This week, Mali is holding its “Conférence d’Entente Nationale,” which might be translated as “Conference of National Understanding” or “Conference of National Harmony.” It began on March 27 in the capital Bamako. The conference is meant to fulfill one condition of the 2015 Algiers Accord (French, .pdf, p. 4), the agreement that is supposed to bring peace between the government of Mali and various non-jihadist armed groups in the northern part of that country. The conference is meant to “allow a thorough debate between the elements of the Malian nation regarding the underlying causes of the conflict.”
Like other provisions of the accord, such as joint patrols in northern cities and the installation of interim authorities there, the conference is being held long after the architects of the accord intended. Nevertheless, some experts see the problem as haste rather than delay. In a piece (French) well worth reading, Kamissa Camara and Mahamadou Konaté argue that the conference is unlikely to succeed in its aims, and that the conference isn’t taken seriously by many political actors in Mali, making it likely that the debates there will be superficial. Further skepticism about the conference can be found here (French).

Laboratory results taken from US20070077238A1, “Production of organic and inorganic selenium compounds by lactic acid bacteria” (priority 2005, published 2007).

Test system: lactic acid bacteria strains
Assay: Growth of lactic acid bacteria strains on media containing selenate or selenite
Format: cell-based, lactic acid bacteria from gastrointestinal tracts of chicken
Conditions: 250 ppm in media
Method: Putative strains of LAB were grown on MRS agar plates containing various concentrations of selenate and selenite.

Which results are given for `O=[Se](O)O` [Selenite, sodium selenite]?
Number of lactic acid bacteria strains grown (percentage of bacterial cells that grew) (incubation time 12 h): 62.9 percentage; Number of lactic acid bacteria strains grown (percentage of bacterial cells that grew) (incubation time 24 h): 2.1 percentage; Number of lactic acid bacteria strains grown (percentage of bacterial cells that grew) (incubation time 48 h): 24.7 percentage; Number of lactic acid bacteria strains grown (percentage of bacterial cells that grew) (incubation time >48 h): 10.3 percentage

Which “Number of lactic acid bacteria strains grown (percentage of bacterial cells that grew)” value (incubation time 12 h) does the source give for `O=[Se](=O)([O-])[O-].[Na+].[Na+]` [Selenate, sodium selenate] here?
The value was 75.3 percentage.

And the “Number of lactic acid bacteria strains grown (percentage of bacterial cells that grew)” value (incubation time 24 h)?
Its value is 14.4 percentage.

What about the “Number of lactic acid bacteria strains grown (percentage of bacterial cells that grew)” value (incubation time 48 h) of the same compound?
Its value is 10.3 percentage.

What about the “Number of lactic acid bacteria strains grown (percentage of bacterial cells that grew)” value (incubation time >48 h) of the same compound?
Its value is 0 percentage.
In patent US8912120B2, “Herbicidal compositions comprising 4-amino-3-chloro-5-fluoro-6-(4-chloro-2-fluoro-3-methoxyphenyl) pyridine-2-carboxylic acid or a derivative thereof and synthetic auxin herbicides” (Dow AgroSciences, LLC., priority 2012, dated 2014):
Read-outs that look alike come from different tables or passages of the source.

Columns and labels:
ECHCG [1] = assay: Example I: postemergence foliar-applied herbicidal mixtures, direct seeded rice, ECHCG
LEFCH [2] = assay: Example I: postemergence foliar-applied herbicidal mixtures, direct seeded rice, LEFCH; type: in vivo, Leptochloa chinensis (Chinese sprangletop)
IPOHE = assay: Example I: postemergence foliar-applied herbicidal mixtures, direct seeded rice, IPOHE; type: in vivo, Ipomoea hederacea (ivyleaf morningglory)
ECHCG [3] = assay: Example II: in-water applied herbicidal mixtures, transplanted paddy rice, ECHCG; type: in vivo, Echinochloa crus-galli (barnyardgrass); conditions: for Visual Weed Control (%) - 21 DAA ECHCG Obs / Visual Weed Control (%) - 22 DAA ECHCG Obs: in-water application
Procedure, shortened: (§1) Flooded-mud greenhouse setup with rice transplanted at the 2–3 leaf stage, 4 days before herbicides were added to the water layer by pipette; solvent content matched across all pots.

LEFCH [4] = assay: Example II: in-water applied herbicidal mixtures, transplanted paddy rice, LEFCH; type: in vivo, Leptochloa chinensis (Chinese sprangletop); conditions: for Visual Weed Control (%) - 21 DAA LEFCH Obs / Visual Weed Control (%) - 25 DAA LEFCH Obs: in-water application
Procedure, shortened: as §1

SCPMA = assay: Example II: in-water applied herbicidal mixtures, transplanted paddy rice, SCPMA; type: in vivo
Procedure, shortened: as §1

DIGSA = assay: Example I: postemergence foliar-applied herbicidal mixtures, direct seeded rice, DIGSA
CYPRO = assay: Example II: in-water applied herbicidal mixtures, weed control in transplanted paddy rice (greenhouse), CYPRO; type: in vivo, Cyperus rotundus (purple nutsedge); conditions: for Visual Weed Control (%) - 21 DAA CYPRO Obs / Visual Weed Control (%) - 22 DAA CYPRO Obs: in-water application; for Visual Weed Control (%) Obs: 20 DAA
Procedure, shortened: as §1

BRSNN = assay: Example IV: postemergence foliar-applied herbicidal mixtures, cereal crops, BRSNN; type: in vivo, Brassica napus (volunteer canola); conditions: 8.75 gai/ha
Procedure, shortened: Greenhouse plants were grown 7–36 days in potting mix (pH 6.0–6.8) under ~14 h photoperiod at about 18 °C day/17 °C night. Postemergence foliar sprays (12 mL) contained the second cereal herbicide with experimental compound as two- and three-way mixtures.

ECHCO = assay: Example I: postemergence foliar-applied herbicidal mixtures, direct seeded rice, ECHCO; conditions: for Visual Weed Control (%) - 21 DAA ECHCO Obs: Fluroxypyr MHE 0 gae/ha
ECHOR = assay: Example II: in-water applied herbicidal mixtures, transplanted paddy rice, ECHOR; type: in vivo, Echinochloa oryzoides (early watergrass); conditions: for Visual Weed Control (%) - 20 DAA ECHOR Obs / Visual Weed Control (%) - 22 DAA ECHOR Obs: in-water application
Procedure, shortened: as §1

Like other provisions of the 2015 accord, the conference has faced political questions about its representativeness and fairness. Notably, the past few days have seen first a boycott, and then the renewed participation (Arabic), of the Coordination of Azawad Movements (CMA), the most prominent body representing former non-jihadist rebels in the north. The CMA wanted a longer conference, so as to allow for more discussion, and Malian government representatives reportedly secured the CMA’s participation by agreeing (French) to extend the “first round” of discussions to April 2.
In terms of themes emerging from the discussions at the conference, one central argument (French) many participants are making is the need for reconciliation between the CMA and the “Platform,” a cluster of pro-government militias in the north. There have been numerous attempts at ceasefires and agreements between the two sides before, but that doesn’t mean conference attendees are wrong when they point to the necessity for intra-north understanding as a precondition to national understanding, security, and peace.